Tamara Faith Berger’s sexually explosive new novel, Yara, frames the emotional maturation of a Brazilian-Jewish woman as she tries to escape the clutches of her controlling girlfriend. Halfway through the story, during a Birthright trip where Israeli-Palestinian tensions are particularly high, Yara has her first heterosexual encounter; against this backdrop, the book briefly transcends the erotic and political register in which it is written and adopts prose more closely resembling a holy text or a piece of religious scholarship.
“I hurt just like the Messiah,” a Philadelphian rabbi says to Yara and a group of young Jews in Israel. “This was Paul’s revelation. My friends, this is the pre-eminent Christian teaching. It is the central rift between us and them. The difference between Judaism and Christianity is in the understanding of pain. They believe pain is transmissible. This, my Jewish friends, is a very dangerous thing to have to live.”
This doctrine of pain transference has characterized most of Yara’s life, but it is only after encountering the rabbi’s remarks that she comes to realize the extent to which she has become a vessel for other people’s suffering. Her needy ex-girlfriend pressured Yara to come out of the closet; Yara’s mother practically forced her daughter to get plastic surgery so that she could attract the attention of men; and still later on in the novel, Yara’s porn-star mogul boyfriend tries to convince her to bear his child through sexually extortionate means. Yara’s three closest intimates form a kind of surrogate trinity-mother that cannot help projecting their fears onto her.
“I wasn’t writing against the toxic mother-daughter relationship,” Berger says while describing the various “germinations and originations” of the novel. “But I think a lot of times a mother’s history sort of seeps through to her children, notably with daughters.”
This unwelcome pain-transference occurs on several levels in the novel, but none in a way more alienating to Yara than her mother’s disapproval of her relationship with her older ex-girlfriend. This manipulative romantic relationship is at the centre of all of Yara’s traumas, and Berger cuts forward and backward in the narrative so that the charged events of Yara’s present in 2006 are always in close proximity to their sexually tinged roots.
“I really like to work with the layers of meaning in sex,” Berger says, describing the various pleasures and strains that can result from intimacy. “Sex is a very good place to embed ideas. I think in my past work, I had a bit more of a basic understanding of the representation of sex from the female point of view. I worked under the feminist banner of ‘the personal is political.’ ”
“Consent is the big political subject that I was taking on with Yara,” she continues, “even if I’m trying to bury the politics a little bit.”
Berger set out to situate a young woman’s sexual struggles within a broader web of connections, but without ever losing the immersive feeling of a page-turner – politics are present, but the book is also not an allegory.
Yara forges new relationships outside the boundaries of her girlfriend’s stifling control once she leaves Brazil, ushering her into a world of vast juridical consequences. The culmination of these events is Yara’s ejection from Birthright for filming a sex tape at the height of IDF soldier Gilad Shalit’s kidnapping in 2006 by Hamas and the Army of Islam.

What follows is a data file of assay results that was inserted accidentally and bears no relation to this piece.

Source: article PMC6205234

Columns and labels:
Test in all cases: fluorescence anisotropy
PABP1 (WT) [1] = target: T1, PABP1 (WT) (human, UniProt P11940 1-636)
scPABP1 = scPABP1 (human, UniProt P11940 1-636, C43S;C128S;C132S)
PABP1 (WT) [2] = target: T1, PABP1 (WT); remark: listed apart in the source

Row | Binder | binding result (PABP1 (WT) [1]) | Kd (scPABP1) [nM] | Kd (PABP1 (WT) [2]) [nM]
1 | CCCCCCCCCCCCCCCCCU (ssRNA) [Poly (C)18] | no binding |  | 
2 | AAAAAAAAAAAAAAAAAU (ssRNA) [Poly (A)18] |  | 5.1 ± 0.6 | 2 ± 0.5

After proddings from her friend Talia, who shot the tape, Yara reveals that this is not the first time that she has made an illicit video: Yara’s ex-girlfriend plied her with alcohol and then filmed them having sex while she was a minor. Talia’s father, a lawyer who wishes to have Yara’s ex-girlfriend formally charged for creating and distributing the video, informs Yara of the various legal ramifications that await if her former lover is formally named in a court deposition.
“In addition to class, boundary violations, and the Israeli-Palestinian conflict,” Berger says, “I wanted to explore the time before the explosion of the internet when being online was more like an open space – exciting and even aspirational in a way – but I also pushed against the idea that the sex tape means shame and that a leak should be humiliating for a woman. I wish that this equation did not exist.”
Berger is unsure whether her book will make the concept of consent more transparent but she recognizes the value of contributing to the continuing discussions surrounding sexual education, rehabilitation and victimhood.
“My kid recently went to university,” Berger says, “and every student going into residence had to take a consent workshop. They were teaching that consent is not always verbal – that you have to learn how to read non-verbal consent cues. That was quite different than the ‘No means no’ campaign that I grew up with.”
“It’s so fraught right now with school sex-ed and what they’re teaching or not teaching,” Berger continues, “but I feel like it’s incredibly helpful for a child to have a conception of ‘Don’t touch me. I don’t want to be touched right now.’ I’m happy that ideas around boundaries and consent are more in the cultural conversation.”
After Yara is able to disentangle herself from everyone in her life and begin anew, she develops a proper understanding of how consent and personal autonomy can lead to a feeling of empowerment. She is able to cultivate interests and pursuits of her own choosing, and take ownership of her future potential.
“I was going to study translation and true crime,” Yara resolves near the end of the novel. “I stayed in my body. I learned to say victim out loud.”